SAN FRANCISCO - Officials broke ground today for what will be San Francisco's second tallest building, dwarfed only by the new Salesforce Tower. The Oceanwide Center is only one block away from the Millennium Tower, but it'll be spared the controversy.
The groundbreaking brought executives from China's giant conglomerate Oceanwide Holdings Group, the developers of the 910 foot tall mixed use tower and a smaller hotel and residential high-rise.
"Our vision for real estate development is creating a new urban life," said Xiaosheng Han, Oceanwide Holding Group president.
RELATED: Millennium Tower residents feel mugged by developers after sinking fiasco
The project on First and Mission stands like a glass edifice on the Transbay Transit site development. Mayor Ed Lee negotiated with the developers for much more than just the center itself.
"The developers agreed to provide over $140 million worth of housing immediately within a mile of this project site," said San Francisco Mayor Ed Lee.
Plus, a third of all the units in the residential complex itself will be affordable housing. The Oceanwide Center is near Millennium Tower, the high-rise which has unexpectedly sunk 16 inches and tilted two inches.
Across town at city hall, a supervisors committee voted to ask the full board to subpoena a Berkeley engineer who reviewed the tower's design before it was deemed structurally safe.
"During the investigation that we have done to date, knowing what Mr. Moehle knew is key to this investigation," said Aaron Peskin, San Francisco supervisor.
The Millennium Tower's foundation piles are built into dense sand but not into bedrock. The new Oceanwide Center will go all the way into Bedrock.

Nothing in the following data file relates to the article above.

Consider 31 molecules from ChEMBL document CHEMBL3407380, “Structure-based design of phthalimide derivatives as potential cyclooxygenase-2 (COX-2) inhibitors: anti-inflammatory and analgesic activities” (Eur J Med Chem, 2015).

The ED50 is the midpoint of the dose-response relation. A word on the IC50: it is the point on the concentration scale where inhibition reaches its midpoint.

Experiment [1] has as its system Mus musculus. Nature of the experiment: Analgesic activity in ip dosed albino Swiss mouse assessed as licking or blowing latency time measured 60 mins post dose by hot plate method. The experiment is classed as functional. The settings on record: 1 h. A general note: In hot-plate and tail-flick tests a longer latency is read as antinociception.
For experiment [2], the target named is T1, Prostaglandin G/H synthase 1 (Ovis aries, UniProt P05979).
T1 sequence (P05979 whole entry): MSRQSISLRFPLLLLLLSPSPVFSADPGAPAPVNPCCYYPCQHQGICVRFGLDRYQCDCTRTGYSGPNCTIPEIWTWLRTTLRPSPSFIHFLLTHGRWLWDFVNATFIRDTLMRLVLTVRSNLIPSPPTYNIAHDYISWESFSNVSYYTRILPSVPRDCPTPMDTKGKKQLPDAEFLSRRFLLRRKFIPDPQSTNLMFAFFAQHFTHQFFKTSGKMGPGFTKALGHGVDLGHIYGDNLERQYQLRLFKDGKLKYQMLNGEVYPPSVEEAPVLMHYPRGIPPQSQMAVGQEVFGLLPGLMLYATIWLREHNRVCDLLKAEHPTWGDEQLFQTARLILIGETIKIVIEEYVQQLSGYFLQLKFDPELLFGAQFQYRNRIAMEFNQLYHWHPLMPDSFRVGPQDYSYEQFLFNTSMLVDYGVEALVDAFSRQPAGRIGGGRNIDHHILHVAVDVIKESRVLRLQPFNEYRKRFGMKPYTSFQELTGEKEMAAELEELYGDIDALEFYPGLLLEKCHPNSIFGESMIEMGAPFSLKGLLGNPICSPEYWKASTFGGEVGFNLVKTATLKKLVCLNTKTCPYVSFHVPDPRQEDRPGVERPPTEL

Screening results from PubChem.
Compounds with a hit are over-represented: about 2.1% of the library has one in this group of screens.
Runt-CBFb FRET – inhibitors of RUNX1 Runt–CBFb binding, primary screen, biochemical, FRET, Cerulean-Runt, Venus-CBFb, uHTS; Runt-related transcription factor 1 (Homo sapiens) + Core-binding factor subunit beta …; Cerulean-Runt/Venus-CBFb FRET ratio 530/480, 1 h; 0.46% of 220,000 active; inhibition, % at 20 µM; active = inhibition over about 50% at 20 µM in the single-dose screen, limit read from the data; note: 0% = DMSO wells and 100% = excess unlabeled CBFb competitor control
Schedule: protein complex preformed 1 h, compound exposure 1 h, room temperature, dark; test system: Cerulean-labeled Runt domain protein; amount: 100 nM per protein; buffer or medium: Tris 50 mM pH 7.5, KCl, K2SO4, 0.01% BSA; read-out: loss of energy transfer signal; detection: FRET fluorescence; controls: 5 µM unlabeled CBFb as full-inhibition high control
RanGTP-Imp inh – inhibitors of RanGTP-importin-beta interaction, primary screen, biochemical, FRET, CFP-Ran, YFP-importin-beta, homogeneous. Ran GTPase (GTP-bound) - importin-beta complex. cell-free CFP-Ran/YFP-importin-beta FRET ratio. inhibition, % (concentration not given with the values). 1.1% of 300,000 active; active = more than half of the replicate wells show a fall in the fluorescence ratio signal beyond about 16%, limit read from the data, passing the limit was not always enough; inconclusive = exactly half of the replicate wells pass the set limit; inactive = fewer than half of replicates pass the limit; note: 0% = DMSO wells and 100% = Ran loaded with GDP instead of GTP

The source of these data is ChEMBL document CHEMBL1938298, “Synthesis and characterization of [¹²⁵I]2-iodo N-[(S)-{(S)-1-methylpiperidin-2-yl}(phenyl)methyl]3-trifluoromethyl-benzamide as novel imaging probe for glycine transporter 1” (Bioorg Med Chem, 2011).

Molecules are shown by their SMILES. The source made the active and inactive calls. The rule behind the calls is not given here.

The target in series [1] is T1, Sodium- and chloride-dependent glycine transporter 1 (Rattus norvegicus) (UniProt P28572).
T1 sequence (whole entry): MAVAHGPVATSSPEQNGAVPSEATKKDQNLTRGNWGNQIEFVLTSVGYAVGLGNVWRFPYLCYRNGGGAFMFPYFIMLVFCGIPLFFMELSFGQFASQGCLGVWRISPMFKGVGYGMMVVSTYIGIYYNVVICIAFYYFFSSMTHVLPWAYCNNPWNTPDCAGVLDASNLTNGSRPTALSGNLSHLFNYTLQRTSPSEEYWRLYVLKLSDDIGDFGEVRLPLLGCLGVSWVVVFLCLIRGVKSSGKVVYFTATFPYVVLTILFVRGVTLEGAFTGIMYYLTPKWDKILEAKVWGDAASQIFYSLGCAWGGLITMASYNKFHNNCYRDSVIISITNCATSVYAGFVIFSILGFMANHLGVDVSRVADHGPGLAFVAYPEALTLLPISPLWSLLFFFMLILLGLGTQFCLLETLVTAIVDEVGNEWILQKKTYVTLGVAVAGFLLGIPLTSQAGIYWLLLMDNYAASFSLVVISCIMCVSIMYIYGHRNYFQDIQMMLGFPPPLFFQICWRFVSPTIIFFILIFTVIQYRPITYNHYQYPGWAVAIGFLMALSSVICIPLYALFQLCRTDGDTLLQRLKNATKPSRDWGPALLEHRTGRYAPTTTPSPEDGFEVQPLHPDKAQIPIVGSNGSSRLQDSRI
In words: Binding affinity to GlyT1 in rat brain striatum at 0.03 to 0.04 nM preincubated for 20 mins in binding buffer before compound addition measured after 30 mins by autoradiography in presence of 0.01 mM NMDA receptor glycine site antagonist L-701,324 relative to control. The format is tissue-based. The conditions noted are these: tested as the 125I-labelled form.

"In fact I think this is going to be the deepest of all the bedrock to make sure its stable," said Mayor Lee.
The completion date of the two million square foot complex is 2021.
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NOTE: The spokesperson for the developers, Oceanwide Holdings, says that in Mayor Ed Lee's interview with ABC7 News quoted above, he gave incorrect information. They provided the following corrections: This affordable housing fee, in combination with a portion of the project's Jobs Housing Linkage impact fee, will be set aside to create a Downtown Neighborhoods Preservation Fund of approx. $40 million. This fund will be administered by the Mayor's Office of Housing and Community Development (MOHCD) and be dedicated to the construction of new affordable housing, acquisition and/or rehabilitation of existing housing within a one-mile radius of Oceanwide Center. Also, While the development itself will not hold any affordable housing units on-site, Oceanwide Center will contribute a 33 percent affordable housing fee to directly benefit the cause.